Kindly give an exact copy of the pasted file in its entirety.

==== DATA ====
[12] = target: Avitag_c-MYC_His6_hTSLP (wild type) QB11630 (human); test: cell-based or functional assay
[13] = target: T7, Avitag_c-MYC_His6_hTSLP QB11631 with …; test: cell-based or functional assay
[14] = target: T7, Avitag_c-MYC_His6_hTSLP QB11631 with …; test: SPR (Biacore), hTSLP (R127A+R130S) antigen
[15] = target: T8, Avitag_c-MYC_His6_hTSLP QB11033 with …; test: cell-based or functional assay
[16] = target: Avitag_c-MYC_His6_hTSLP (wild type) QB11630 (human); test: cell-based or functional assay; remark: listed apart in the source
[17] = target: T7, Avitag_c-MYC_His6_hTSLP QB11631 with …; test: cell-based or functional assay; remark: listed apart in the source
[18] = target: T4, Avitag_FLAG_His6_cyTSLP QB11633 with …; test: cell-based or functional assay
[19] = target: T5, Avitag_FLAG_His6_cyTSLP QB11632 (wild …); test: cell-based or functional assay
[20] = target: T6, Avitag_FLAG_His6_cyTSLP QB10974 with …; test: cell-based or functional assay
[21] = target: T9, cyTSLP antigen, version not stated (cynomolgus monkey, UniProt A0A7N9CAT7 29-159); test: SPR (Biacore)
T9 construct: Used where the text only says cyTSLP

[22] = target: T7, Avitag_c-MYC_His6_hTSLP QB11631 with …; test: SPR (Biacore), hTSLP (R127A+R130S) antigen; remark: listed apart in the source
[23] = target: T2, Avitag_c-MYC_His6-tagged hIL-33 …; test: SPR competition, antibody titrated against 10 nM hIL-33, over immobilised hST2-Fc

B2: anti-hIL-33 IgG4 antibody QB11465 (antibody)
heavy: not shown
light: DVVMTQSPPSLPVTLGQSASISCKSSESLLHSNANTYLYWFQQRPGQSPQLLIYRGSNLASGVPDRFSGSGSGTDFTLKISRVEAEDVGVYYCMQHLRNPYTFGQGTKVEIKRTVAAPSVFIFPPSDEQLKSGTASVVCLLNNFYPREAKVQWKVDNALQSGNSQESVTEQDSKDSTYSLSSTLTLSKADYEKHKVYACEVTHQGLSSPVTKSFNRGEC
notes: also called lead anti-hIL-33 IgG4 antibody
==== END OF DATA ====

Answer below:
[12] = target: Avitag_c-MYC_His6_hTSLP (wild type) QB11630 (human); test: cell-based or functional assay
[13] = target: T7, Avitag_c-MYC_His6_hTSLP QB11631 with …; test: cell-based or functional assay
[14] = target: T7, Avitag_c-MYC_His6_hTSLP QB11631 with …; test: SPR (Biacore), hTSLP (R127A+R130S) antigen
[15] = target: T8, Avitag_c-MYC_His6_hTSLP QB11033 with …; test: cell-based or functional assay
[16] = target: Avitag_c-MYC_His6_hTSLP (wild type) QB11630 (human); test: cell-based or functional assay; remark: listed apart in the source
[17] = target: T7, Avitag_c-MYC_His6_hTSLP QB11631 with …; test: cell-based or functional assay; remark: listed apart in the source
[18] = target: T4, Avitag_FLAG_His6_cyTSLP QB11633 with …; test: cell-based or functional assay
[19] = target: T5, Avitag_FLAG_His6_cyTSLP QB11632 (wild …); test: cell-based or functional assay
[20] = target: T6, Avitag_FLAG_His6_cyTSLP QB10974 with …; test: cell-based or functional assay
[21] = target: T9, cyTSLP antigen, version not stated (cynomolgus monkey, UniProt A0A7N9CAT7 29-159); test: SPR (Biacore)
T9 construct: Used where the text only says cyTSLP

[22] = target: T7, Avitag_c-MYC_His6_hTSLP QB11631 with …; test: SPR (Biacore), hTSLP (R127A+R130S) antigen; remark: listed apart in the source
[23] = target: T2, Avitag_c-MYC_His6-tagged hIL-33 …; test: SPR competition, antibody titrated against 10 nM hIL-33, over immobilised hST2-Fc

B2: anti-hIL-33 IgG4 antibody QB11465 (antibody)
heavy: not shown
light: DVVMTQSPPSLPVTLGQSASISCKSSESLLHSNANTYLYWFQQRPGQSPQLLIYRGSNLASGVPDRFSGSGSGTDFTLKISRVEAEDVGVYYCMQHLRNPYTFGQGTKVEIKRTVAAPSVFIFPPSDEQLKSGTASVVCLLNNFYPREAKVQWKVDNALQSGNSQESVTEQDSKDSTYSLSSTLTLSKADYEKHKVYACEVTHQGLSSPVTKSFNRGEC
notes: also called lead anti-hIL-33 IgG4 antibody